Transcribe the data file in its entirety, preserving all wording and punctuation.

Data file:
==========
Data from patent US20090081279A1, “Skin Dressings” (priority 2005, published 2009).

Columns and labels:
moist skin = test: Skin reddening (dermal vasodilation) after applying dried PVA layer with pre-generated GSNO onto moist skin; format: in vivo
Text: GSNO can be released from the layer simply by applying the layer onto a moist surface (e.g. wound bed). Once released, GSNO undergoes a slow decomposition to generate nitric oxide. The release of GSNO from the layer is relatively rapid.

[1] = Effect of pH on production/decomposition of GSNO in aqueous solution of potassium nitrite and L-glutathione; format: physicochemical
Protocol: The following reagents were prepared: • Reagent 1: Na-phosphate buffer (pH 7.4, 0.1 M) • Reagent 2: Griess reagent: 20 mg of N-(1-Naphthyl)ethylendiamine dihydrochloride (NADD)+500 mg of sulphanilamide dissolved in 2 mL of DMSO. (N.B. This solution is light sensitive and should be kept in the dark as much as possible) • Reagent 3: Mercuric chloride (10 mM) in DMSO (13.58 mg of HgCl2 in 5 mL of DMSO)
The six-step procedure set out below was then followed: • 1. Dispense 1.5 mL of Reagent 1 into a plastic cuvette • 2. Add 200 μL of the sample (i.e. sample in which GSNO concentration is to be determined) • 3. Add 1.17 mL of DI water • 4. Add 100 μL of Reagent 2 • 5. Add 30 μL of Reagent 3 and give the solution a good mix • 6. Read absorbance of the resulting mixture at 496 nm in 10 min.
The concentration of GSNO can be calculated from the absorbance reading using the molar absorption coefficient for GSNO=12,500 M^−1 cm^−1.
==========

Data from patent US20090081279A1, “Skin Dressings” (priority 2005, published 2009).

Columns and labels:
moist skin = test: Skin reddening (dermal vasodilation) after applying dried PVA layer with pre-generated GSNO onto moist skin; format: in vivo
Text: GSNO can be released from the layer simply by applying the layer onto a moist surface (e.g. wound bed). Once released, GSNO undergoes a slow decomposition to generate nitric oxide. The release of GSNO from the layer is relatively rapid.

[1] = Effect of pH on production/decomposition of GSNO in aqueous solution of potassium nitrite and L-glutathione; format: physicochemical
Protocol: The following reagents were prepared: • Reagent 1: Na-phosphate buffer (pH 7.4, 0.1 M) • Reagent 2: Griess reagent: 20 mg of N-(1-Naphthyl)ethylendiamine dihydrochloride (NADD)+500 mg of sulphanilamide dissolved in 2 mL of DMSO. (N.B. This solution is light sensitive and should be kept in the dark as much as possible) • Reagent 3: Mercuric chloride (10 mM) in DMSO (13.58 mg of HgCl2 in 5 mL of DMSO)
The six-step procedure set out below was then followed: • 1. Dispense 1.5 mL of Reagent 1 into a plastic cuvette • 2. Add 200 μL of the sample (i.e. sample in which GSNO concentration is to be determined) • 3. Add 1.17 mL of DI water • 4. Add 100 μL of Reagent 2 • 5. Add 30 μL of Reagent 3 and give the solution a good mix • 6. Read absorbance of the resulting mixture at 496 nm in 10 min.
The concentration of GSNO can be calculated from the absorbance reading using the molar absorption coefficient for GSNO=12,500 M^−1 cm^−1.